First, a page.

Tuesday, August 17, 2010

Honey!!


These bees continue to surprise and amaze me! After yesterday's robbery, I decided it would be a good idea to pop open the lid of the robbed hive and make sure nothing else unforseen was happening. All seemed to be back to "normal" with team blue (has anything really been "normal" with this hive since the day I brought it home?) and since I still had a smoker full of pinestraw I opened up the top super on the green hive to see how things were progressing.

Much to my surprise I found ten full, capped frames of beautiful honey! This is the super I added on July 4 since the first super was full of honey and brood and the girls were working hard and still packing in the nectar and pollen. I was hoping it might be filled by the end of summer, but had not expected it to be full already.

After a day spent tracking down the bee club's extractor, Eliza and I went a picked it up on Wednesday evening and prepared to wake early on Thursday for our fi
rst honey harvest!

Thursday morning dawned cloudy and looking like rain, so I knew we had to work fast. After a quick cup of coffee we suited up and fired up the smoker. I elected to try to remove the frames this time without using either fume board or other equipment. This was partially because I didn't HAVE a fume board or other equipment, but also because it just seemed a simpler and more natural thing to do without and I wanted to see if it would work.

With Eliza suited up and standing about 20
feet from the hive with a plastic box and lid, and Emmy standing nearby with the camera I smoked the front of the hive, then removed the lid and smoked pretty good inside. Waited a few seconds, then I removed the first heavy frame. It was absolutely covered with bees and, I must say, they didn't seem all that overjoyed to see me! I gave the frame a quick but firm shake to dislodge some of the bees, then quickly brushed the rest down into the super, took the frame to Eliza who stuck it into the box and slammed on the lid, then went back for more. Looking back on it now I probably should have removed the entire super and brushed the bees into the bottom super since every frame I removed had more and more bees on it from the previous frame. But . . . live and learn!

After shaking and brushing for about 15 minutes there were hundreds of bees in the air, checking me out nose to nose and getting more and more agitated but - no stings. I took only 6 of the 10 frames in the end because the middle two were from the Apiguard-treated hive and 1 had some upcapped honey. The other I left for the girls as a peace offering.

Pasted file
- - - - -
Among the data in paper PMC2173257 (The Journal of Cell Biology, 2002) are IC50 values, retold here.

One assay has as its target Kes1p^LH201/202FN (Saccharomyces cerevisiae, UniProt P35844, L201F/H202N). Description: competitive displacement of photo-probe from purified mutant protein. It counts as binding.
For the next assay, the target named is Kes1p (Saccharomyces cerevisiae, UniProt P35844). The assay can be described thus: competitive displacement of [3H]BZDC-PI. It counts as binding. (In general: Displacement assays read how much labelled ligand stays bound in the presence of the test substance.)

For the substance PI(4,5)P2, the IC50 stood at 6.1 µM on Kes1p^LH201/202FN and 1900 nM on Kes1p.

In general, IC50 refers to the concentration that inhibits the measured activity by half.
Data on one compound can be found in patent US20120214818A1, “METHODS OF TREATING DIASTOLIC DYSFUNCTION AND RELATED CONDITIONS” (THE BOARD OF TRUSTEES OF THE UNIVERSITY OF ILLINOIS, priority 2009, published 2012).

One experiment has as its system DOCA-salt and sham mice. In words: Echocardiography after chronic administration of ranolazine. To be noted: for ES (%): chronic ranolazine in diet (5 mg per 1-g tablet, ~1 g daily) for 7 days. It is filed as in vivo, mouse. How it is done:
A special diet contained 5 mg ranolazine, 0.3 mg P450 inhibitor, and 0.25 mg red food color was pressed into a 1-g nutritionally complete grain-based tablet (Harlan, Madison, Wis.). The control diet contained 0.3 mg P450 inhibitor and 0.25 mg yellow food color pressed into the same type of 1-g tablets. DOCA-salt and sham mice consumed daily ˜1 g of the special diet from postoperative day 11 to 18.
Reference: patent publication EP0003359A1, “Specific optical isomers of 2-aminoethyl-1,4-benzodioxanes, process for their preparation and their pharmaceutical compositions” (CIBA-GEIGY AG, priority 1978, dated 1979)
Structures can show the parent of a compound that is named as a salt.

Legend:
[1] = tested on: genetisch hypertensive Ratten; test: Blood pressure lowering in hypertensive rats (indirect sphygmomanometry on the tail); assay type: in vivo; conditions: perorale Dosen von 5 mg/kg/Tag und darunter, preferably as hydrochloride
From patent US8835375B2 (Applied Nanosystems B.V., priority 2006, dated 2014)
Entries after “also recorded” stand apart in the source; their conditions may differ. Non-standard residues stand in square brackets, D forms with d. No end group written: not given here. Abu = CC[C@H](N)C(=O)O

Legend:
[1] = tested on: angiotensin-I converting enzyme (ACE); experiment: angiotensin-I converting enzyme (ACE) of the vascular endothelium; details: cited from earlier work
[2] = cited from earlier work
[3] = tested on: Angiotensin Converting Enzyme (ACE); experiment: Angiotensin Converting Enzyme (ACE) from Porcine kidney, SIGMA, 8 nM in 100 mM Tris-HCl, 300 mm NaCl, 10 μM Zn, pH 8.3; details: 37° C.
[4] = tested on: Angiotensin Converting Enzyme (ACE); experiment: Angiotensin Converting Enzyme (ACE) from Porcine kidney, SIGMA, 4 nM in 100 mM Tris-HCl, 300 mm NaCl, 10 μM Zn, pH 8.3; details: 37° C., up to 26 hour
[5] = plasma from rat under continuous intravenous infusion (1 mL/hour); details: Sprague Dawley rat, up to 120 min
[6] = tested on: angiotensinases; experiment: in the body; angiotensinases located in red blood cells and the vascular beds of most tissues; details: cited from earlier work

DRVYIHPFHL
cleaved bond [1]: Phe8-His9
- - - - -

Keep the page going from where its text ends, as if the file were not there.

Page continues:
I was SO glad that I'd helped my friend Jane with her honey harvest back in June because it definitely made the whole process go so much smoother. We loaded the extrator with 4 frames for the first spin after lightly scratching the wax cappings with a fork. Then turned each frame over and did the opposite side and the 2 remaining frames. Then - the best part of all - opening up the tap and seeing our honey for the first time as it flowed out of the extractor, through the seive and into our white honey bucket. And - another surprise! Instead of the light, typical wildflower honey I expected to see, out flowed a very dark, thick, and full-bodied honey with a distinct lemony-y flavor!! What looked like a miniscule amount of honey in the bottom of that huge extractor turned out to weigh in right at 23 pounds which, considering I wasn't expecting honey at all this year, was not a bad haul at all.

I have no idea what to call this honey, and why it's so dark and strong. Since July 4 there have been odds and ends blooming in the garden, and loads of crepe myrtle along the road. There were butter beans and blackeyed peas and the liriope was in bloom. Who knows? But, as I told my neighbor Dan, it seems only appropriate that my first Grassroots honey would turn out strong and opinionated - just like this community!
In the end, we filled up 10 honey bears, 4 half-pint jelly jars, and 6 pint jars. It's so exciting to see them all sitting on the dining room table with the light shining through that honey - I'm not sure when I'll be able to put it away!

Thank you girls for all your hard work bringing in nectar, filling your beautiful wax cells, and capping them off. I truly feel honored to be able to share your bounty and only hope that you consider the good place to live and forage that I've given you is, in some way, a fair exchange.

2 comments:

  1. Hi, my name is Dane, and I am a teacher in Tallahassee. My students have been showing an interest in the bees we have in our school's garden, and want to learn about beekeeping. I would like to make a starter hive, but would like to speak to an experienced bee keeper about the process. If you could, please drop me an email me at dane@greatproductions.net if you would like to share some bee-keeping expertise with a few interested students.

    Thank you,

    Dane

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